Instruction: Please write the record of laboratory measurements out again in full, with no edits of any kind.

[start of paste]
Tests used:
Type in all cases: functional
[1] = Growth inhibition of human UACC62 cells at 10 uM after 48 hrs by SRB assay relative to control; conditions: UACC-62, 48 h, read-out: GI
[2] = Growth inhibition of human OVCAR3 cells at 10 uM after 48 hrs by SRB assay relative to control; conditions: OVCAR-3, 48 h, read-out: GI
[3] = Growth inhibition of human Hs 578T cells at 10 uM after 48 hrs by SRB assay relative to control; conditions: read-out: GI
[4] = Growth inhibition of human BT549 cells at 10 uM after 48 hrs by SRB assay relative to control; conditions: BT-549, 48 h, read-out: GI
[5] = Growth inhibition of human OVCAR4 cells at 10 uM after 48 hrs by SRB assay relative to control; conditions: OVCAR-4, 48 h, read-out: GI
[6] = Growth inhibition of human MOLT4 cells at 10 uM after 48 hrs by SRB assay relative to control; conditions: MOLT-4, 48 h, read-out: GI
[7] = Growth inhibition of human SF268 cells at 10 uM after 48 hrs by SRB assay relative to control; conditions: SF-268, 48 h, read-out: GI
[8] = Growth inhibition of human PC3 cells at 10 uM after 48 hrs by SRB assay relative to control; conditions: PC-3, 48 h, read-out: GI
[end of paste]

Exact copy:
Tests used:
Type in all cases: functional
[1] = Growth inhibition of human UACC62 cells at 10 uM after 48 hrs by SRB assay relative to control; conditions: UACC-62, 48 h, read-out: GI
[2] = Growth inhibition of human OVCAR3 cells at 10 uM after 48 hrs by SRB assay relative to control; conditions: OVCAR-3, 48 h, read-out: GI
[3] = Growth inhibition of human Hs 578T cells at 10 uM after 48 hrs by SRB assay relative to control; conditions: read-out: GI
[4] = Growth inhibition of human BT549 cells at 10 uM after 48 hrs by SRB assay relative to control; conditions: BT-549, 48 h, read-out: GI
[5] = Growth inhibition of human OVCAR4 cells at 10 uM after 48 hrs by SRB assay relative to control; conditions: OVCAR-4, 48 h, read-out: GI
[6] = Growth inhibition of human MOLT4 cells at 10 uM after 48 hrs by SRB assay relative to control; conditions: MOLT-4, 48 h, read-out: GI
[7] = Growth inhibition of human SF268 cells at 10 uM after 48 hrs by SRB assay relative to control; conditions: SF-268, 48 h, read-out: GI
[8] = Growth inhibition of human PC3 cells at 10 uM after 48 hrs by SRB assay relative to control; conditions: PC-3, 48 h, read-out: GI